SEC Adopts New Rules Limiting Political Contributions by Investment Advisors

July 13, 2010

Citing pay-to-play problems in the management of public funds by investment advisors, on June 30 the Securities and Exchange Commission passed new rules that prohibit pay-to-play practices. The SEC first considered these rules, modeled after the MSRB G-37 and G-38 rules, in 1999. While the rules generally go into effect 60 days after publication in the Federal Register, the effective dates for some of the rules are extended to provide time for compliance. The new rules prohibit investment advisers from receiving compensation for advisory services to a government client for two years if they or “covered associates” make political contributions to covered officials or candidates. Covered officials include an incumbent, candidate or successful candidate for elective office of a government entity if the office is directly or indirectly responsible for, or can influence the outcome of, the selection of an investment adviser or has authority to appoint any person who is directly or indirectly responsible for or can influence the outcome of the selection of an investment adviser. “Covered Associates” include the adviser’s general partners, managing members, executive officers, and other individuals with a similar status or function. Employees of the adviser who solicit government entity clients for the investment adviser and the supervisors of any such employees are also covered associates. Additionally, any political action committee controlled by the investment adviser or any of the adviser’s covered associates is included in the definition of covered associates. This prohibition will first be triggered by contributions made six months after the effective date; thus, contributions prior to the November 2010 elections are not covered by the new rules. Investment advisors should, of course use this six-month transition period to identify their covered associates and to modify their compliance programs and corporate political activity policies to enable full compliance with the new requirements before they take affect. The new rules also:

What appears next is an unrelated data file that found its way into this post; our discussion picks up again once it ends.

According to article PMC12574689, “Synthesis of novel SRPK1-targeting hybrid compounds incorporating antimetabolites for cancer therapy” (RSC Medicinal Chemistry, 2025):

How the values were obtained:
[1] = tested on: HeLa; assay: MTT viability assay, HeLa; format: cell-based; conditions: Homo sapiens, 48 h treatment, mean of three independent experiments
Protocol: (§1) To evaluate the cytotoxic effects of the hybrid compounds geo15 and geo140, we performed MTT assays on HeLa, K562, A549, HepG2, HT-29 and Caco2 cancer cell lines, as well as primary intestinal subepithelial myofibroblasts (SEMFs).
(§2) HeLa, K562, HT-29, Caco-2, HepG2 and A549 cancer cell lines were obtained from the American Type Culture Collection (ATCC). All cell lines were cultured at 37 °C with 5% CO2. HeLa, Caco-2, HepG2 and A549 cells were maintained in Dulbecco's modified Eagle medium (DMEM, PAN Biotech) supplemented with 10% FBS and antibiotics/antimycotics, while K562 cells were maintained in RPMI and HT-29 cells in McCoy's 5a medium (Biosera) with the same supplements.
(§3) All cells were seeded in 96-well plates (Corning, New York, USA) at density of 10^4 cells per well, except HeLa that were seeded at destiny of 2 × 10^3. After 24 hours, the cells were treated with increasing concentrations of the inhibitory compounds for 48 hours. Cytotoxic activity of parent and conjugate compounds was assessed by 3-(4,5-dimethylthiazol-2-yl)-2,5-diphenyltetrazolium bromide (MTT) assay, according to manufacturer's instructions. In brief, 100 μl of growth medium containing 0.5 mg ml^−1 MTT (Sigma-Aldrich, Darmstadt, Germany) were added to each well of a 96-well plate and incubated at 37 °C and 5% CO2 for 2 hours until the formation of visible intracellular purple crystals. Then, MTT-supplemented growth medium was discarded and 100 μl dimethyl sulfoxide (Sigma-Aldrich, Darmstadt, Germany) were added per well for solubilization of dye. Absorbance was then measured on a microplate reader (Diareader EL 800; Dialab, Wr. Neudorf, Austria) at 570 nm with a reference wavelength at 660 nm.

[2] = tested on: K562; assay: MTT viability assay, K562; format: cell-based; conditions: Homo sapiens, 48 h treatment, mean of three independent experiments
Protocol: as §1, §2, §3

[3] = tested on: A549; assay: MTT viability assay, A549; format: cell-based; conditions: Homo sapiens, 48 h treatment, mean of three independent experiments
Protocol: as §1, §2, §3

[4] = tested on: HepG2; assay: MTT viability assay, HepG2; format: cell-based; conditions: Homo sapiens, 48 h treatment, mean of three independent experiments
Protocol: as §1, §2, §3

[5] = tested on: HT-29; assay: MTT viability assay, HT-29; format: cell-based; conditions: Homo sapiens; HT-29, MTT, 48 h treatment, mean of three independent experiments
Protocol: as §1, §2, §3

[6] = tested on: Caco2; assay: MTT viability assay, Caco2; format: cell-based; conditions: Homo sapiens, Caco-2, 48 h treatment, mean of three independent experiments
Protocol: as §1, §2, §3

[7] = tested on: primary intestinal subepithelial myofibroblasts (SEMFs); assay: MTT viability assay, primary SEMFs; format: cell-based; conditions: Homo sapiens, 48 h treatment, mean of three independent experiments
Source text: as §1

• Prohibit an adviser from providing payment to any third party for a solicitation of advisory business from any government entity on behalf of such adviser unless the third-party is registered with the SEC or FINRA. This prohibition goes into effect one year after the effective date.
  • Prohibit an adviser from soliciting or coordinating contributions (i.e. bundling) to officials or candidates or payments to political parties where the adviser is providing or seeking government business. This prohibition will first be triggered by contributions made six months after the effective date.
  • Require a registered adviser to maintain records of the political contributions made by the adviser or covered executives and employees. The record retention rule goes into effect six months after the effective date.
The new rules contain a de minimis exception that would permit each covered associate who is an individual to make aggregate contributions of $350 or less, per election, to an elected official or candidate if the person making the contribution is entitled to vote for the official or candidate. The de minimis exception is $150 for contributors not entitled to vote for the official or candidate. The SEC may exempt advisers from the rule’s two-year ban where the adviser discovers contributions that trigger the ban only after they have been made or when imposition of the prohibitions is unnecessary to achieve the rule’s intended purpose. In determining whether to grant an exemption from the two-year compensation ban, the SEC must consider, inter alia, whether the exemption is necessary or appropriate in the public interest and consistent with the protection of investors and whether the investment adviser had no actual knowledge of the contribution prior to it being made and taken all steps to obtain a refund. Importantly, the SEC must also consider whether, before the contribution was made, the adviser adopted and implemented policies and procedures reasonably designed to prevent violations. In adopting these rules the SEC noted that several local jurisdictions have adopted their own regulations. For example, New York State Comptroller DiNapoli issued an Executive Order last year imposing similar restrictions. The DiNapoli order provides that its restrictions will remain in effect until the SEC adopts these final rules. On the other hand, New Jersey State Investment Council’s restrictions on political contributions have been in effect for more than five years and do not express an intent to sunset. The SEC has not indicated that its rules supersede existing or future local restrictions. Accordingly, in some jurisdictions, the SEC rules will co-exist with local restrictions, and compliance policies and practices will need to be devised to meet those multiple obligations. If you would like more information on this topic, please contact Laurence D. Laufer.